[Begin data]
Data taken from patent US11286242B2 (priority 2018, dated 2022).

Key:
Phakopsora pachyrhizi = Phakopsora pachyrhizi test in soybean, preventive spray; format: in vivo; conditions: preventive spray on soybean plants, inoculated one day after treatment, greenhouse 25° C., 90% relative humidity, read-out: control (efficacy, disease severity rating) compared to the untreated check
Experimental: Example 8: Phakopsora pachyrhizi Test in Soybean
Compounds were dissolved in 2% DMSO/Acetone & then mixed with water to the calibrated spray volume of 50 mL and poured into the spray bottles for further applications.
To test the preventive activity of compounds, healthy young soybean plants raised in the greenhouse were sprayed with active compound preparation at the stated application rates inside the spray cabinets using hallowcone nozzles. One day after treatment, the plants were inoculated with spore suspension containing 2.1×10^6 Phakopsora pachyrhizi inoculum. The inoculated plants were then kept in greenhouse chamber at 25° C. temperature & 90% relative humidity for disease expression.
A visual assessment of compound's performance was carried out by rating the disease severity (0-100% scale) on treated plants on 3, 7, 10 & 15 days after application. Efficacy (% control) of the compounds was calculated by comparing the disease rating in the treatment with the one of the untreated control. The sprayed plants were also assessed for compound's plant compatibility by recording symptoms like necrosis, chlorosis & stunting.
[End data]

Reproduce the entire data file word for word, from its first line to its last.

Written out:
Data taken from patent US11286242B2 (priority 2018, dated 2022).

Key:
Phakopsora pachyrhizi = Phakopsora pachyrhizi test in soybean, preventive spray; format: in vivo; conditions: preventive spray on soybean plants, inoculated one day after treatment, greenhouse 25° C., 90% relative humidity, read-out: control (efficacy, disease severity rating) compared to the untreated check
Experimental: Example 8: Phakopsora pachyrhizi Test in Soybean
Compounds were dissolved in 2% DMSO/Acetone & then mixed with water to the calibrated spray volume of 50 mL and poured into the spray bottles for further applications.
To test the preventive activity of compounds, healthy young soybean plants raised in the greenhouse were sprayed with active compound preparation at the stated application rates inside the spray cabinets using hallowcone nozzles. One day after treatment, the plants were inoculated with spore suspension containing 2.1×10^6 Phakopsora pachyrhizi inoculum. The inoculated plants were then kept in greenhouse chamber at 25° C. temperature & 90% relative humidity for disease expression.
A visual assessment of compound's performance was carried out by rating the disease severity (0-100% scale) on treated plants on 3, 7, 10 & 15 days after application. Efficacy (% control) of the compounds was calculated by comparing the disease rating in the treatment with the one of the untreated control. The sprayed plants were also assessed for compound's plant compatibility by recording symptoms like necrosis, chlorosis & stunting.